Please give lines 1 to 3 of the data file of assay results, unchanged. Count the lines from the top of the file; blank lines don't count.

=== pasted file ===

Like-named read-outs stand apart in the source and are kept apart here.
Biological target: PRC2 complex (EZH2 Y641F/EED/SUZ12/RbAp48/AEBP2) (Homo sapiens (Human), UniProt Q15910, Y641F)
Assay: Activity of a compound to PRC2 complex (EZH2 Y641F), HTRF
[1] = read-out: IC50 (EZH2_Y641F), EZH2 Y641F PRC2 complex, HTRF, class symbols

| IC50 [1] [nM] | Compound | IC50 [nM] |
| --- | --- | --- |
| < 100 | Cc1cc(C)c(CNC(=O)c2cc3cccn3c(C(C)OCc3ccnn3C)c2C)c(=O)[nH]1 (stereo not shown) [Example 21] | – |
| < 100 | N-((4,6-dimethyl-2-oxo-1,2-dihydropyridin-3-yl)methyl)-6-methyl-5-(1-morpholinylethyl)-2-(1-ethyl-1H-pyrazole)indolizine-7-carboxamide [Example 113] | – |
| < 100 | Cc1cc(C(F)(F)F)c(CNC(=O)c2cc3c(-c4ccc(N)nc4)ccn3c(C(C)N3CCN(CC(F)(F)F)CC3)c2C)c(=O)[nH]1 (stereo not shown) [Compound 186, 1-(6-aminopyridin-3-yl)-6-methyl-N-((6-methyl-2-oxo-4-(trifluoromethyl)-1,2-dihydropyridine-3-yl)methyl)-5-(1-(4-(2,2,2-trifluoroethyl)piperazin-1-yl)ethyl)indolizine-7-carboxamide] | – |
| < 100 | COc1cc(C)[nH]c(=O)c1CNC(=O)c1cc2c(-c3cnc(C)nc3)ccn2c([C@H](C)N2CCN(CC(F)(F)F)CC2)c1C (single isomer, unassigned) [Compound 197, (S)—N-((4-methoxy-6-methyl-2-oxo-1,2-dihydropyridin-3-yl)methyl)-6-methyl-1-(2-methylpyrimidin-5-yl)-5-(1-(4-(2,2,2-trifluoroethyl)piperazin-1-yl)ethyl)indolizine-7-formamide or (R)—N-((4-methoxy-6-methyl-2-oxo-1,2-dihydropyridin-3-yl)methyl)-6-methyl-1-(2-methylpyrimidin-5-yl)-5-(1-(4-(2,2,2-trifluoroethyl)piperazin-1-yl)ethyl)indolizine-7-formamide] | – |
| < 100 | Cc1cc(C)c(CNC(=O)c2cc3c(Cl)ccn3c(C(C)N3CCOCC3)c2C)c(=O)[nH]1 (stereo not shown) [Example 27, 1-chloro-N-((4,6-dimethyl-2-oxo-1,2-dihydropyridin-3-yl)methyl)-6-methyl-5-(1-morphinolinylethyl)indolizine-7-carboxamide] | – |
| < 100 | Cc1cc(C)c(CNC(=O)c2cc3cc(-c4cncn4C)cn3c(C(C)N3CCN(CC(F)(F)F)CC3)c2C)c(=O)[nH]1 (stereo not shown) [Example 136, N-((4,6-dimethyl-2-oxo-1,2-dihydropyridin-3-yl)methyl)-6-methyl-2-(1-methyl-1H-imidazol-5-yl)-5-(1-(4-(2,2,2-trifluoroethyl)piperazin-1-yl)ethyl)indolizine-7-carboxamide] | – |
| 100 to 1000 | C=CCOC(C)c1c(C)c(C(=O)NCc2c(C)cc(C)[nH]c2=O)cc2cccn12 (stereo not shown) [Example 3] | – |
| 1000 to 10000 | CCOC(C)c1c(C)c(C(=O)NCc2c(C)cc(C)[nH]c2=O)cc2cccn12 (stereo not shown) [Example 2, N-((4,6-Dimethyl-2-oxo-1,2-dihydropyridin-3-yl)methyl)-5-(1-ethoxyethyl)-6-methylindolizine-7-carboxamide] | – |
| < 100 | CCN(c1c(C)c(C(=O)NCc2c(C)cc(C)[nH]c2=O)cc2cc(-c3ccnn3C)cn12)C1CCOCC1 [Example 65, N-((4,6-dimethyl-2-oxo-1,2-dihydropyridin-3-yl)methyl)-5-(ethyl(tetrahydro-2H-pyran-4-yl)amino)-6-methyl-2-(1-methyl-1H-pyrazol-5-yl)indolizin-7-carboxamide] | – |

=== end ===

Like-named read-outs stand apart in the source and are kept apart here.
Biological target: PRC2 complex (EZH2 Y641F/EED/SUZ12/RbAp48/AEBP2) (Homo sapiens (Human), UniProt Q15910, Y641F)
Assay: Activity of a compound to PRC2 complex (EZH2 Y641F), HTRF